Read CPA President Bruce Freed and Karl Sandstrom's new Op-Ed, "A Surprising Solution to America's Dark Money Problem," in U.S. News and World Report.


In Memoriam: Werner W. Brandt

The Center for Political Accountability notes with sadness the passing on July 11 of Werner W. Brandt, a dear friend and esteemed colleague, strong supporter, and member and Treasurer of the CPA Board.

Mr. Brandt was Sergeant at Arms in the House of Representatives from 1992 to 1995. Prior to that he worked as a top aide for Rep. Thomas Foley of Washington, the Speaker of the House. Mr. Brandt also worked at Preston Gates Ellis & Rouvelas as a government affairs counselor and for 10 years in the U.S. Foreign Service.

“Werner lived an exemplary life of public service,” said John Milton Cooper Jr., chairman of the CPA board of directors. “Werner truly embodied what Robert Kennedy like to call politics, ‘an honorable adventure.’   

“As both a CPA board member and treasurer, Werner made himself the lynchpin of our organization. He understood our aims and purposes as well as anyone, and he had the rare gift of being able to listen and judge a situation and then get to the heart of the matter in just a few words of dazzling insight.”

"Werner had a special gift for taking the concerns he cared passionately about and helping to develop policy strategy or a narrative for reform,” said Bruce Freed, CPA president. “With a love for this work, he was among the best. 

"CPA will miss Werner sorely. He believed that our work is central to restoring balance and integrity to company involvement in the political process and to protecting the integrity of our democracy. As a CPA director, he contributed greatly to CPA's effectiveness and success."

“Werner knew the value of public service and consequently never fell victim to the cynicism so prevalent in our politics,” said CPA counsel Karl Sandstrom. “He knew that advancing the public good required commitment, an ability to absorb setbacks and maybe most importantly partners. He was a great friend who we will miss.”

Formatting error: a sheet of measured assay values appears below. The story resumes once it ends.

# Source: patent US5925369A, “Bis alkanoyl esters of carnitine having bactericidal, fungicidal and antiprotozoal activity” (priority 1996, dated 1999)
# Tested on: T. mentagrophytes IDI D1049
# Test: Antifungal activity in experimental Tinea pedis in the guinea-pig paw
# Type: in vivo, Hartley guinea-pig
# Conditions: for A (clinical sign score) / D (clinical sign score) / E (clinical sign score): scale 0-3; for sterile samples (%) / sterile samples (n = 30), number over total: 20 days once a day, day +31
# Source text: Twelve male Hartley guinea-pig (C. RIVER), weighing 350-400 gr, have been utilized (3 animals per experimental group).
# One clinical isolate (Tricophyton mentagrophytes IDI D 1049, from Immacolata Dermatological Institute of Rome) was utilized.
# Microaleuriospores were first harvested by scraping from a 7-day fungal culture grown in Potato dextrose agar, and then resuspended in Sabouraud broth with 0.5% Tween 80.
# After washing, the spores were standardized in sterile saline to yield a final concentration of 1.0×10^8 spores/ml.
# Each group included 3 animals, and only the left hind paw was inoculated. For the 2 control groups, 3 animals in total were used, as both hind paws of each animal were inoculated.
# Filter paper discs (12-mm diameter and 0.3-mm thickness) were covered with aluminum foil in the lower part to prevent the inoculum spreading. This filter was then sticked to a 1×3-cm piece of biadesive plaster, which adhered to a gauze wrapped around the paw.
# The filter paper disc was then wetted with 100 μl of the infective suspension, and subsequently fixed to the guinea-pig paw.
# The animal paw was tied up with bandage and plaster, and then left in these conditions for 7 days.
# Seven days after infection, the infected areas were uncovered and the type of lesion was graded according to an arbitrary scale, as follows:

Companies Increasingly Find Disclosure a "Positive Experience," Rebuilds Trust
Founders Column: By Bruce Freed

At a recent expert panel on corporate political activity, a senior staffer for The Conference Board emphasized the positive experience reported by companies that have chosen to disclose their political spending.

Now you can listen to the remarks of Marcel Bucsescu, assistant director of The Conference Board Governance Center. The Society of Corporate Secretaries and Governance Professionals has made a recording of the session available at its website.

During a robust debate, Bucsescu spoke favorably about corporations’ experience with disclosure, and also about board oversight. Bucsescu is a leader for The Conference Board Committee on Corporate Political Spending.

Public companies that belong to the Committee have recognized the need for disclosure and how it fits their interests, and they have fashioned disclosure programs that fit their needs. These companies “have found benefits to disclosing,” Bucsescu said.

In some cases, member companies engage their investors proactively around disclosure, he said. Some companies use disclosure to engage with other stakeholders. And many tie disclosure directly to their public policy strategy overall.

Noting that he was speaking on behalf of Committee members, Bucsescu said they went through a process of asking the “fundamental question” of whether they would engage in public policy, and if they decided affirmatively, they then tackled another set of questions that reached all the way to disclosure.

“’Do we disclose? And what do we disclose? And what works for our organization, and our industry, and the broader interest for the society in which we operate?’”

“By and large, [for] the Committee members, it’s certainly a positive experience for them,” Bucsescu said.

Bucsescu also said disclosure can be used as a way for companies to rebuild trust and address an anti-business climate. He said people have long cared about “the influence of companies, not only on our elected representatives but also on their daily lives.”

Regarding board oversight, Bucsescu said, “I think the key thing is the board is engaged here, understands the policy and has thought through it with management, and then provides the appropriate amount of oversight."


 

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